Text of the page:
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Can Too Many Dust Baths Make a Chinchilla's Hair Fall Out?

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With its plush coat, large ears and quirky personality, a chinchilla seems more like she belongs in an animated movie than high in the Andes mountains. But it's from these roots that this long-lived rodent gets the need to bathe in fine volcanic ash instead of water. A chinchilla really looks forward to a fun roll in the dust. It is possible, though, to let your small pet bathe too much.

Chinchilla Fur

Chinchillas are exceptionally clean, low-odor pets. To keep in optimum condition, chinchillas need a dust bath to pull dirt, oil and excess moisture from their coats. These pets have up to 60 hairs per follicle, allowing them to easily retain body heat in a high-altitude environment. This thick fur and the rodent's lack of ability to sweat mean a chinchilla can easily overheat if kept in a warm room with higher than 50 percent humidity.

Hair Loss

For a variety of reasons a chinchilla might incur hair loss, some normal and others not so. Chinchillas naturally shed regularly, though the distinction between the loss of new growth and old fur may be too subtle to notice. Grooming a chinchilla after a dust bath runs the risk of ripping out healthy fur as the comb catches on dust. Using chinchilla bath dust that's been recycled too many times can cause fur disorders. As a natural self-defense mechanism, a chinchilla has the ability to release a patch of fur when she's being grabbed by a predator, playmate or human companion; this is called fur slip. Chinchillas can also chew on their own or cage mate's coat due to boredom, lack of bathing, dietary reasons or genetic factors. Ringworm can cause hair loss as well as red lesions around the eyes, nose and feet.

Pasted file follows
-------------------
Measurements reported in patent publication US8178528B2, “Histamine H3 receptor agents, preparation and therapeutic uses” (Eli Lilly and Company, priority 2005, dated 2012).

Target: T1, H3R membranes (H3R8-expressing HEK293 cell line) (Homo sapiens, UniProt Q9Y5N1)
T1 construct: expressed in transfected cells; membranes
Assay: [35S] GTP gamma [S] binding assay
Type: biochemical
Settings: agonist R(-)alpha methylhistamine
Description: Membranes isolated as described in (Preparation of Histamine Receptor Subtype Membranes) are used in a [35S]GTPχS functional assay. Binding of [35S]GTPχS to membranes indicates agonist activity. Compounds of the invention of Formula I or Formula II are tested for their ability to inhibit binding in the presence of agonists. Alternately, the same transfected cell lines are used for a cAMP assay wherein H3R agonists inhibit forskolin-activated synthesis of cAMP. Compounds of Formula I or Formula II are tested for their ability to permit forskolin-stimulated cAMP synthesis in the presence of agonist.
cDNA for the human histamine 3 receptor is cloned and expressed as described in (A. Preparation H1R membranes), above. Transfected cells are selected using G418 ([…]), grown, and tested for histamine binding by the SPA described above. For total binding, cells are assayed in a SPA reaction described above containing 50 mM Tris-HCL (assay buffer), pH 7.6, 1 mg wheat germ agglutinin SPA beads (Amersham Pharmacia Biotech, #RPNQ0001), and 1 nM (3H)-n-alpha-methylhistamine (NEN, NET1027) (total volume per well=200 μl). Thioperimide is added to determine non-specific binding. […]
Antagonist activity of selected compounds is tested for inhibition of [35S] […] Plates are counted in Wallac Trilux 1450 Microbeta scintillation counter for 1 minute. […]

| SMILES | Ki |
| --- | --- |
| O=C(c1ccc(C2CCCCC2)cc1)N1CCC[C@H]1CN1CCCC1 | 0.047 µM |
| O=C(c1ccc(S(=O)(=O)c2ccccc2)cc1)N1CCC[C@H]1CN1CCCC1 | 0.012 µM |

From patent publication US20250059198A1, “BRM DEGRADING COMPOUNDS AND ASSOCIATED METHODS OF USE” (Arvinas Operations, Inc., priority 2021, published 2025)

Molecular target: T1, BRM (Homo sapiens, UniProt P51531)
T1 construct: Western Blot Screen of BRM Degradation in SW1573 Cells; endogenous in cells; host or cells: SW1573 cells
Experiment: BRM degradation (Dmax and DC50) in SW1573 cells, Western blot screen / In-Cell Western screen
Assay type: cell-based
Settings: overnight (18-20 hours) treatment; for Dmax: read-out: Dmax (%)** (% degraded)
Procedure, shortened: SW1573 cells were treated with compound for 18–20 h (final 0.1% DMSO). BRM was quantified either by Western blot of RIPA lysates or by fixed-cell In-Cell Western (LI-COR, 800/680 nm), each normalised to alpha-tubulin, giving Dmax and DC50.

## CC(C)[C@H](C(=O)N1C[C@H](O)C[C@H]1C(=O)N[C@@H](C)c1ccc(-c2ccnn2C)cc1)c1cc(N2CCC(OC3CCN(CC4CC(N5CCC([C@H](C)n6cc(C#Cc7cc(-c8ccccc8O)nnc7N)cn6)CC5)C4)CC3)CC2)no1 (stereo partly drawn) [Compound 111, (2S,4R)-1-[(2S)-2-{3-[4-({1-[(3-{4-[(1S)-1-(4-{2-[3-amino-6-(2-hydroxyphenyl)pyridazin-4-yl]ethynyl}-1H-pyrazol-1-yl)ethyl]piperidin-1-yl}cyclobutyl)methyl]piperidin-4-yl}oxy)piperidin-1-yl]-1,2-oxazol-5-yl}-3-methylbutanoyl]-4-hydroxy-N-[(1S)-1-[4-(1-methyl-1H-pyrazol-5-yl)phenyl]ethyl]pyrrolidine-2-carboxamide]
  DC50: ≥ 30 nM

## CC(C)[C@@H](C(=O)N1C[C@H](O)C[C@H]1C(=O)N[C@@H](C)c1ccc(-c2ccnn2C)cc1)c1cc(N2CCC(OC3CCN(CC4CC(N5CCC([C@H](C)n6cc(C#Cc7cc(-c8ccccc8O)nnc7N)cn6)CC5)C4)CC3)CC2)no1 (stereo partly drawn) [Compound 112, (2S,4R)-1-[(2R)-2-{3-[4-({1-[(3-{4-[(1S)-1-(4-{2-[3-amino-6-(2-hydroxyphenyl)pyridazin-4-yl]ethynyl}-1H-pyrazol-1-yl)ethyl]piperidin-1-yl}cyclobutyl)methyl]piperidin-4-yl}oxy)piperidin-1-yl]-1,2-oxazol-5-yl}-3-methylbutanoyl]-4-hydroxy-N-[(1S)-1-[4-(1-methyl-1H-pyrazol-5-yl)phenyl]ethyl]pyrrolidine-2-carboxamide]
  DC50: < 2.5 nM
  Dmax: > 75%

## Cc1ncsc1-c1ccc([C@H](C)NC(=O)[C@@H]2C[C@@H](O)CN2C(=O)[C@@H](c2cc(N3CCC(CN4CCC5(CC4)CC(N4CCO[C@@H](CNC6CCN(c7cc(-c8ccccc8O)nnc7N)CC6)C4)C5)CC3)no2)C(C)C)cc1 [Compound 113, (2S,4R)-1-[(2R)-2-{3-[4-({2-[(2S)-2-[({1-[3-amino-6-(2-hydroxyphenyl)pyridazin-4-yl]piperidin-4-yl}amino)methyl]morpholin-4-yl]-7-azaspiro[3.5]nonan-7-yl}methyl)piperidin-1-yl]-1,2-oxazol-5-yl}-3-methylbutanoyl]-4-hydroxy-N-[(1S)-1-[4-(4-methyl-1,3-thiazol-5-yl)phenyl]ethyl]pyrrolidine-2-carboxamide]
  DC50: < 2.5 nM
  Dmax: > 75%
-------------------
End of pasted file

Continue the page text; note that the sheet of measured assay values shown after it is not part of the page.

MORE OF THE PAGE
Bath Time

You should offer a dust bath to your pet one to three times a week. Too much time in the dust bath can dry out your chinchilla's skin, which manifests with scratching and dry patches, and can possibly irritate her nose or eyes. Meanwhile, not bathing enough is stressful to your pet; it can leave her more vulnerable to illness as clumping fur saps the creature's body heat, and dirt and oil in the coat create fertile ground for skin disease. Dirty fur can lead to a chinchilla chewing on her own fur; if she ingests too much, intestinal blockage may result.

Give a Dust Bath

Coat the bottom of an enclosed chinchilla bath or heavy container such as a wok-shaped bowl, baking dish or metal tin with chinchilla bath dust. You can get both the dust and an appropriate bath bowl at a pet shop. Give the chinchilla 10 to 15 minutes to bathe -- watch your pet's entertaining roll in the dust as she jumps in and out. You can reuse the dust for two more baths as long as any fecal pellets are removed. Your chinchilla will likely be relaxed and ready for a nap after bath time.